Thousands of North Koreans and people in South Korea, Japan and China may have been exposed to radioactive material spread through groundwater from an underground nuclear test site, a Seoul-based human rights group said in a report on Tuesday.
According to the US and South Korean governments, North Korea secretly conducted six nuclear weapons tests between 2006 and 2017 at the Punggye-ri site in mountainous North Hamgyong province.
The study by the Transitional Justice Working Group said radioactive material could spread to eight cities and counties near the site, where more than 1 million North Koreans live, and where groundwater is used in everyday life, including drinking. is done.
It also said that neighboring South Korea, China and Japan may be at risk, partly because of smuggled agricultural and fishery products from the North.
Formed in 2014, the group worked with nuclear and medical experts and defectors and used open source intelligence and publicly available government and UN reports for the study, which was commissioned by a US-funded non-profit corporation, the National was supported by the Endowment for Democracy. Congress.
The group’s Hubert Young-hwan Lee said, “This report is important in showing that North Korea’s nuclear tests not only threaten the right to life and health of North Koreans, but also those in South Korea and other neighboring countries.” are too.” Principal and one co-author.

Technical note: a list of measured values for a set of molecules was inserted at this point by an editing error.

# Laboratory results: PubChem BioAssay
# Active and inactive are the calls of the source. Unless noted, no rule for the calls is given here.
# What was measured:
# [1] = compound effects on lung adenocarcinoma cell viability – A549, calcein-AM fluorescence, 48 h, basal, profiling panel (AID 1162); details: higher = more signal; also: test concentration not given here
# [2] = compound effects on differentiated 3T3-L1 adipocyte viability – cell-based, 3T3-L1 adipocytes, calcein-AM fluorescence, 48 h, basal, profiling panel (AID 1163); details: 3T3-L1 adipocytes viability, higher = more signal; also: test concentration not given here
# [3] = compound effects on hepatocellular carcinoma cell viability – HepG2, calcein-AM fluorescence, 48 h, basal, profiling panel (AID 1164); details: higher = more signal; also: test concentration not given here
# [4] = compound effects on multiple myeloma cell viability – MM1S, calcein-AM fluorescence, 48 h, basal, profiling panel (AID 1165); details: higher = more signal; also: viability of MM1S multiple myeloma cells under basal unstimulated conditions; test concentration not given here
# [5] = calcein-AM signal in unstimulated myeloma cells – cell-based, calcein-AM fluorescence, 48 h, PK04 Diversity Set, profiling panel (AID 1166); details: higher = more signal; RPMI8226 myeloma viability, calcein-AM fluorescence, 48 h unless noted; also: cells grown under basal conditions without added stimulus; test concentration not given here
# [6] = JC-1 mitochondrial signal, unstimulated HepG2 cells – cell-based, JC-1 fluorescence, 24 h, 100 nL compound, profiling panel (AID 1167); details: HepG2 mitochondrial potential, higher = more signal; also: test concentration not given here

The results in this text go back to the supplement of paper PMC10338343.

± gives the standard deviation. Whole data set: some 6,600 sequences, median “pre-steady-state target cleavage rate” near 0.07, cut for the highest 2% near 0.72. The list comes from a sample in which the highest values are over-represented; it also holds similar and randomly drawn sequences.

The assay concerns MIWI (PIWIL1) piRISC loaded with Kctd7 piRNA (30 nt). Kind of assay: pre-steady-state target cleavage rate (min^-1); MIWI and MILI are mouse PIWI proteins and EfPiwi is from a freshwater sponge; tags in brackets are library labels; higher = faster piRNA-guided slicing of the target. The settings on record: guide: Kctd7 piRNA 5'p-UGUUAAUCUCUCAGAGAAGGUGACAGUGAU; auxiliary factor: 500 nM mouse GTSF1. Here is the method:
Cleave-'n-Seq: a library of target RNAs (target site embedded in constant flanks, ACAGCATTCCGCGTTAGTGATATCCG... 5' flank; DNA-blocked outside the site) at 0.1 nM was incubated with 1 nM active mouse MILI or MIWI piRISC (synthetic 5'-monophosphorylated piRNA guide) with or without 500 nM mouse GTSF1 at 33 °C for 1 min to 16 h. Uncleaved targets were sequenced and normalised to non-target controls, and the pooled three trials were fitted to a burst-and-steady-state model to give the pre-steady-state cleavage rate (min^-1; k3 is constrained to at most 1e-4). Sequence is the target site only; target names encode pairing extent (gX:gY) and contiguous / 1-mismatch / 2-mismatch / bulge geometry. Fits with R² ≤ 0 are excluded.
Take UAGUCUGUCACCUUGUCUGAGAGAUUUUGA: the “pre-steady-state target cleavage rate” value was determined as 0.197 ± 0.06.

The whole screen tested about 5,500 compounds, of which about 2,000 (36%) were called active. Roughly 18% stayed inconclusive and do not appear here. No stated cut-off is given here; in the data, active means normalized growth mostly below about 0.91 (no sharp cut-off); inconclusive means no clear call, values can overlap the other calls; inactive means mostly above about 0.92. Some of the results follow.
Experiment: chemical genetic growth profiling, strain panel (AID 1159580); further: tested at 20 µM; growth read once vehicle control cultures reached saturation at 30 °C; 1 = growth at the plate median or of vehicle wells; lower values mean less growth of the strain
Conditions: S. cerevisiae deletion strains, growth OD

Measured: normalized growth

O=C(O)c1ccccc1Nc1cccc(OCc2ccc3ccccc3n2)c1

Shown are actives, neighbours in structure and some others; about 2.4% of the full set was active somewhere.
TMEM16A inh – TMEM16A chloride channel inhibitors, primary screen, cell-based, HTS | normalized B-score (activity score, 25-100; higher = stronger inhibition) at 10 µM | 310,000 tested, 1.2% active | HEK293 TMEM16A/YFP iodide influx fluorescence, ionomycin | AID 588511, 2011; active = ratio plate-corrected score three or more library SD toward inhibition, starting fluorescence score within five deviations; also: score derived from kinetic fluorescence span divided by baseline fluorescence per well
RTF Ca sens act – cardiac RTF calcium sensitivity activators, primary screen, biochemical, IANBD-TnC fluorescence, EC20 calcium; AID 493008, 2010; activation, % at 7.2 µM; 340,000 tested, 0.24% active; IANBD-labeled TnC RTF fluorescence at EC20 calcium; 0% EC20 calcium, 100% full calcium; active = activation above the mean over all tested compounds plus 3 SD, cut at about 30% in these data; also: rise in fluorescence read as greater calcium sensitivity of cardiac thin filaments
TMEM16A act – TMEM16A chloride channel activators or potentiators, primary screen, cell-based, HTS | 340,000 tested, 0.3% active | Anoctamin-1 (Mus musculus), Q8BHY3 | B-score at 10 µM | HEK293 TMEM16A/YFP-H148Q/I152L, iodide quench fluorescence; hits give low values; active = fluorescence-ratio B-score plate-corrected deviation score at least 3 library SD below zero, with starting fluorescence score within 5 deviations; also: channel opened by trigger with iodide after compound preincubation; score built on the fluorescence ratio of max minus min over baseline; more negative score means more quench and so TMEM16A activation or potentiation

Telephone calls by Reuters to North Korea’s diplomatic mission to the United Nations in New York remained unanswered.
In 2015, South Korea’s Food Safety Agency detected nine times the standard level of radioactive cesium isotopes in imported hedgehog mushrooms that were sold as Chinese produce, although their actual origin was North Korea.
China and Japan have increased radiation monitoring and expressed concern over potential exposure after the North’s previous nuclear tests but have not openly reported about contaminated food.
Many outside experts have expressed concern over potential health risks from the contaminated water, but North Korea has dismissed such concerns, saying there have been no leaks of harmful materials after previous nuclear tests, without providing evidence. Did it
When North Korea invited foreign journalists to watch the destruction of some tunnels at a nuclear test site in 2018, it confiscated their radiation detectors.
Seoul’s Unification Ministry, which handles inter-Korean affairs, stopped testing defectors for radiation exposure amid a deterioration in cross-border relations since 2018.
But, at least nine of 40 convicts from areas near Punggye-ri that were tested for radiation in 2017 and 2018 showed abnormalities. The ministry said, however, that it could not establish a direct link with the nuclear site.
The report states that more than 880 North Koreans have fled those areas since 2006.
Rights groups urged the resumption of testing and an international investigation into the radiation risks to the communities around Punggye-ri.
The Unification Ministry did not immediately respond to a request for comment.
Seoul and Washington have said that Pyongyang is preparing for a seventh nuclear test.
(This story has not been edited by NDTV staff and was auto-generated from a syndicated feed.)
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